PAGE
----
Monday, October 25, 2010

Old Friends

While I was at my parents' house, I picked up some things that they wanted me to have. One was a fragment of carpet, a rather large fragment -- 8' x 12'.  It's big enough to go in my dining room. My dining room floor looked like this, a nice wood floor.  But in spite of putting felt bottoms on our chair legs, and then putting on plastic gliders, I knew we were scraping the floor each time we ate.
The carpet was large and cumbersome, and I was concerned that 2 of the edges are unfinished. It had been cut up to fit a space before, and a few pieces needed to be removed.  I used Adam's exacto knife to cut and trim the edges more evenly. I dragged the carpet up from the living room, where we'd unrolled it.
And this is what it looks like in the dining room.  I wasn't sure I would like it, but I do. It will protect the floor, which is what I really care about.  And if we spill on it, it's not a big loss.  But I do have one question for myself and for you:  why do we protect floors with carpeting, when the carpet keeps us from looking at the very floor we want to keep beautiful ... but never see?  A quandary.
My mother was also clearing out some treasures. Now, my mother is an interesting person.  She has many gifts, and one of them is her ability to choose and keep good friends.  An extraordinary percentage of my mother's best friends have been artists, really fine artists.  How to explain this?  Only that something in the artist's temperament appeals to her, and when she meets an artist, she can't help but befriend her.  Thus, my mother's home is full to the gills of beautiful pieces of art that her friends have given her.  It's nice, I suppose, to decorate one's home from Hobby Lobby or Pier One or Bombay Company.  But I much prefer my mother's method.  Almost every picture in her home was done personally by my brother Max, or by a dear friend.

One of these friends is Carroll Karlak.  Carroll was a unique woman, and a good friend to me as well.  She was dear, kind, simply and unassuming, and very, very gifted. She loved to paint animals.  She accompanied mother and me to the Jackson Zoo, took photographs of the animals, and painted them. Anyway, Mother graciously gave me a few of Carroll's smaller pieces.

This blue floral piece has a fun story.  Carroll gave mother this piece, wrapped up in a white box.  Instead of wrapping the box, she decided to paint the top of the box with the same picture she'd put on the artwork, so she did. When she gave it to my mother, I got the box!  Of course, it was only on a white box top, but that didn't matter to me! I framed my first "Carroll Karlak" piece, and put it on the wall.  This weekend, my mother gave me to "real McCoy" too :)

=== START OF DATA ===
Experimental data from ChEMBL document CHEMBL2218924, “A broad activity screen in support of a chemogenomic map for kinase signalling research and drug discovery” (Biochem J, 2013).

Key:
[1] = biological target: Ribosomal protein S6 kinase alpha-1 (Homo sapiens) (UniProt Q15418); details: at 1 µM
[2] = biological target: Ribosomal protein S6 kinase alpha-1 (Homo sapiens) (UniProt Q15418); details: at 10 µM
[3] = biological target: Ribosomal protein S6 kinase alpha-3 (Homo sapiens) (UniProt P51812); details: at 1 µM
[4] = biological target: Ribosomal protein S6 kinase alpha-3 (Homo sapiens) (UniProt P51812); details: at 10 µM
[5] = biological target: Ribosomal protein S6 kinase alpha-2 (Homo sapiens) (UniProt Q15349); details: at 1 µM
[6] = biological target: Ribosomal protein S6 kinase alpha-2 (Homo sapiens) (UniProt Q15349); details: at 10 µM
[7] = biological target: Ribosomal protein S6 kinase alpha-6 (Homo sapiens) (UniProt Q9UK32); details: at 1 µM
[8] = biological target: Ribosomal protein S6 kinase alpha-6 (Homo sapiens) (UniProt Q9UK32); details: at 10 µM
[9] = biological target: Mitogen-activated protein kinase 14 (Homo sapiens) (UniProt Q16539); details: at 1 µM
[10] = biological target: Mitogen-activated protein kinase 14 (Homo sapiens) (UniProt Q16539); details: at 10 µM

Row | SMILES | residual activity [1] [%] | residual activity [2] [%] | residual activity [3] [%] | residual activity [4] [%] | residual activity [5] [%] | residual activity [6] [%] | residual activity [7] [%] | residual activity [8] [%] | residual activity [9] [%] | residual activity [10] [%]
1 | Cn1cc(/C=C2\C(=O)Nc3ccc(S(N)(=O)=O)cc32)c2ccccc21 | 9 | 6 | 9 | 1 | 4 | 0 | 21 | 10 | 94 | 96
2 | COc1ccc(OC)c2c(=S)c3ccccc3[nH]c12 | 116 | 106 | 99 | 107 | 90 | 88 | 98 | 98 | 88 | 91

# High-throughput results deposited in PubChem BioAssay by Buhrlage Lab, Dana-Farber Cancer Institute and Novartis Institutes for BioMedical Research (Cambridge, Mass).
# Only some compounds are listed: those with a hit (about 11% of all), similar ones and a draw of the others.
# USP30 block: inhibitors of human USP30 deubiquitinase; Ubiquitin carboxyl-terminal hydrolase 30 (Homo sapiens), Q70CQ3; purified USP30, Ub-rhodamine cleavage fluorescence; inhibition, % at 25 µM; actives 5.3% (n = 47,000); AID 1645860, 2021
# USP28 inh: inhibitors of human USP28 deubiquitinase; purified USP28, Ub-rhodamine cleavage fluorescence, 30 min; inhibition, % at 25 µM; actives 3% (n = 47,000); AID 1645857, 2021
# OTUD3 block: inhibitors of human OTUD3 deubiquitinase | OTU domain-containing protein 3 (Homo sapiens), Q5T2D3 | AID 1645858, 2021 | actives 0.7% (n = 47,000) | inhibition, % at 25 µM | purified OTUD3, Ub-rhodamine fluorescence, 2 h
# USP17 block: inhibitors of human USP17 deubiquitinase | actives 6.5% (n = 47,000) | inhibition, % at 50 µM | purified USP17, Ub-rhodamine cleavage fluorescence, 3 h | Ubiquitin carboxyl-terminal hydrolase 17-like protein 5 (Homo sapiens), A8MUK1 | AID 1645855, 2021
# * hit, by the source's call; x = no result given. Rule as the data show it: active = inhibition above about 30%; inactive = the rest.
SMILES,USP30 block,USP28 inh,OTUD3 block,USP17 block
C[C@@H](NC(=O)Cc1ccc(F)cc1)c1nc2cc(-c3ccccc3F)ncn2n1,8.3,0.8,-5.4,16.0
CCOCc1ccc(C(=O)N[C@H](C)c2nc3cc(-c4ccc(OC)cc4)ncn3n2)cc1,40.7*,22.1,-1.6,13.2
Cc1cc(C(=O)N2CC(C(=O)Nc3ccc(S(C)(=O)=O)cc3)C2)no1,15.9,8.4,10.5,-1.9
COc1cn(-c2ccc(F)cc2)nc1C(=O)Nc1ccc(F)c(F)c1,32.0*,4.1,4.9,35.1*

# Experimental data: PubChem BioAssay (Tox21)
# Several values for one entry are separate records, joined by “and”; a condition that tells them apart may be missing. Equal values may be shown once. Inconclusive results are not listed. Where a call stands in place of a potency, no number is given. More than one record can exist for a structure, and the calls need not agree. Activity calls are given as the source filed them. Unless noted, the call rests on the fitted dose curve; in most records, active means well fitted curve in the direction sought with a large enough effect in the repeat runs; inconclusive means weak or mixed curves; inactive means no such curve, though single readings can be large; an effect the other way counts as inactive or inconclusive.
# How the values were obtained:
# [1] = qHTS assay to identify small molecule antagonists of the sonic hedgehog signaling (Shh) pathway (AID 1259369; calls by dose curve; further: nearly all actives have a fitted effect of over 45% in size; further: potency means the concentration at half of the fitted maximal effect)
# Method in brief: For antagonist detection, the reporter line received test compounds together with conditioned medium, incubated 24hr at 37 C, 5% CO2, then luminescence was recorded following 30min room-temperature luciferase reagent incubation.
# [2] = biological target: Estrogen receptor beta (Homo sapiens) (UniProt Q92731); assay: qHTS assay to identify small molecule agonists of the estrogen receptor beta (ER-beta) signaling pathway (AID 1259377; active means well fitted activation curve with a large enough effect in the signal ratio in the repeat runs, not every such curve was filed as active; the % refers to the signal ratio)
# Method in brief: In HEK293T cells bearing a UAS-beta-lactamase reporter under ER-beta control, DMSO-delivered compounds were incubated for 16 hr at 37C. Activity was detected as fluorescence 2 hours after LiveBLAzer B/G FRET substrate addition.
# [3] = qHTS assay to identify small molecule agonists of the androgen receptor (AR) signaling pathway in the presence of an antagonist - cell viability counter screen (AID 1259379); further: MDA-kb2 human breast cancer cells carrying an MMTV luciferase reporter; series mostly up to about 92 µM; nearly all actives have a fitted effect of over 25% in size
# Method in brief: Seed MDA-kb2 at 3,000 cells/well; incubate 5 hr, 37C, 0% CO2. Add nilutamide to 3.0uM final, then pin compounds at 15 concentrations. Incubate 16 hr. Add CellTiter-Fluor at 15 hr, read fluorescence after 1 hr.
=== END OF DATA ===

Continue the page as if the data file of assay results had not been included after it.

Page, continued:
Here's another lovely piece.  I disassembled both of these to clean the glass.  Inside the red one, I found a note card to mother from Carroll, taped inside behind the print. Like Tasha Tudor, Carroll tended to ornament her notes with fun drawings and examples along the margins.
They're hanging together in my living room now, right next to my spot on the couch, where I can enjoy them.
Here's one of Carroll's animal pieces -- elephants.  When I put this one up this morning, Julia said, "Oh! I love that one! I'm so happy we have it now!"  We'll look at it every day.  These pieces remind me of Carroll and what a wonderful woman she was.  She died a number of years ago, and is deeply missed. But I know we will be with her again in a few short years in heaven, and she'll be painting again for eternity.
And two more pieces my mother gave me.  These are also rather special.  I remember the day she bought these, when we lived in Hopewell, Virginia.  Mother went to some artistic event, I don't know what it was.  She saw a woman painting door panels, and she loved her work.  But we were not wealthy, and mother couldn't afford to buy them.  What she did have, however, was an old home with lots of doors, some already removed and put in the basement, I imagine! She offered the artist a door (or two?), in exchange for 2 painted panels, and here they are.  I think my mother got the good end of that deal! The artist got a few spare panels to use, but we have enjoyed her artwork now for almost 40 years.
A close-up of the flowers.
Artwork is an old friend. I'm grateful to my mother for sharing her friends with me.


  1. This door panel thing looks like something my mother would do. Lovely pictures. I'm with Julia, I like the elephanti, too.

  2. Thanks, Mel - I didn't know your mom was an artist. I love how delicate these are, and the color.


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